This week I wanted to get back on track after being away from this for so long. That being said, it will likely be a short but meaningful post.
I know that for many people, especially in Canada, the hospital and even more specifically being a patient in the emergency department can be an extremely frustrating occurrence. I get it, I really do. Over the past two years I have spent my fair share of time sitting in the same place where I used to greet patients for mental health appointments. Believe me, the last place you want to be on your off days when you work in a hospital, is at the hospital. Yes I get that wait times are sometimes (many times) hours and hours for something that you deem to be serious to you. You become frustrated, angry, pissed off and you take it out on the nice admitting desk lady that has 20 other people like you doing the same thing (yelling at her, making snarky comments, laying blame on her for making you wait). I get it, I really do. I was that same person before I had the opportunity to work in the hospital and see both sides of the coin (inside emerge, in emerge as a patient). First rule, be nice the admitting lady at the front desk. She is going to be doing her best whether you are yelling at her or not to keep a smile on her face and take your attitude, and help and accommodate you as best as she can. She is not a punching bag for you anger, she does not keep time on every triage or patient seen, she does not know “how much longer” it will be until you get seen. She may be able to tell you how many people are in front of you (not counting actual emergencies that come in). So in the meantime, practice your patience and go sit down and keep yourself occupied. You yelling at someone will not get you seen in quicker fashion. Be respectful and let them do their job.
I am going to point out a few things that you may not see while you are in that waiting room that happen behind the scenes, or even what nurses deal with outside of work sometimes. I may even talk about nurses outside of the emergency department. Listen up, nurses and the staff behind the scenes are the best! and they do it for you!
- Nurses working in the emergency department typically work 12 hour shifts. They almost always never have a moment to sit down and eat or take their mandatory breaks throughout the evening. Often times they will even hold their own bladder to the absolute breaking point in order to keep up with the flow of patients and the demand of the job.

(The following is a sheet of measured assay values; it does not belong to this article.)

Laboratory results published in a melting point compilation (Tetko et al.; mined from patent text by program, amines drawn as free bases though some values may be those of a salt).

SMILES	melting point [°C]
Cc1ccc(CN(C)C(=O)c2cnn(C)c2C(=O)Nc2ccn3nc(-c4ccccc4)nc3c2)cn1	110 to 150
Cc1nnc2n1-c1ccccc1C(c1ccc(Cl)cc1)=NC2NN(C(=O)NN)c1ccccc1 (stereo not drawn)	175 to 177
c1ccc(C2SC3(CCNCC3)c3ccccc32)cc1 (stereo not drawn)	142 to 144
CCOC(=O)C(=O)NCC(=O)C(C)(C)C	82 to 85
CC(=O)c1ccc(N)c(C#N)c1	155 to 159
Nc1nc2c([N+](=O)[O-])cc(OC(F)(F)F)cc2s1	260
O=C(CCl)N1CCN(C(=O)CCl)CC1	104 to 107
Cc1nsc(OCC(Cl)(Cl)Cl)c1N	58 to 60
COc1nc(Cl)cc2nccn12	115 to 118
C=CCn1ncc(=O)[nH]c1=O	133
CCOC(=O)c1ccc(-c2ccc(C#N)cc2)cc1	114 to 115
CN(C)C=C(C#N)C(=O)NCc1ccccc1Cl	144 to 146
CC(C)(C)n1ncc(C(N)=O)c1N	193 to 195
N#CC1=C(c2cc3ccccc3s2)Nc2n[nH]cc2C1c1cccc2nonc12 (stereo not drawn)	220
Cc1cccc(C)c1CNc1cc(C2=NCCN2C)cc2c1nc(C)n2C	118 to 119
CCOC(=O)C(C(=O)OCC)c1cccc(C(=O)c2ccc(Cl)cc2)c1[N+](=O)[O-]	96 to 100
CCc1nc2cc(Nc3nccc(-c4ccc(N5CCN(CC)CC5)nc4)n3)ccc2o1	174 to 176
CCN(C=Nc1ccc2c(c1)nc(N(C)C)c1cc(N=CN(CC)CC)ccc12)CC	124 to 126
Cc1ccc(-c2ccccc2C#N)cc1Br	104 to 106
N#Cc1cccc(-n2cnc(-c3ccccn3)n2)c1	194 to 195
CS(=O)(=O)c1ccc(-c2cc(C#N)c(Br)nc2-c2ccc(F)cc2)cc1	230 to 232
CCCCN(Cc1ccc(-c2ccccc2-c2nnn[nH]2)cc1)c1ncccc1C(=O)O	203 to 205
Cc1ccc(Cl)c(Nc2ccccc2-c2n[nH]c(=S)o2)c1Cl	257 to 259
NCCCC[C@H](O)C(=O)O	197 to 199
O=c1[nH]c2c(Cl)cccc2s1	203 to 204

- Nurses put up with a lot of shit. literally. Not just shit, but urine, blood, any liquid or solid coming from your body. They are sometimes actually elbow deep in it all. They don’t run away from it, they run into it. There is no way I could be a nurse, I would be vomiting everywhere with what they have to see and work with daily and nightly.
- If you have been waiting an enormous amount of time, there is a good chance that there has been one or several patients brought in by ambulance with life threatening issues. The nurses and doctors are attending to this. These patients always come first, you know because their lives are at risk. They didn’t just come in for the common cold or even a broken bone. They might actually die and the people in the back are fighting to keep them alive. So go sit back down and again practice your patience.
- Nurses have a morbid sense of humour, but you as a patient will not see it. Working in a field where you see terrible things happen all day, its hard not to keep each other light in some situations. Keep in mind that nurses are human beings as well. So you may catch one or two every once in a while on an off night where they are swamped and tired and not in the greatest mood. The majority of the time even if they are not in the greatest mood, they will put on a good face to attempt to make you feel better.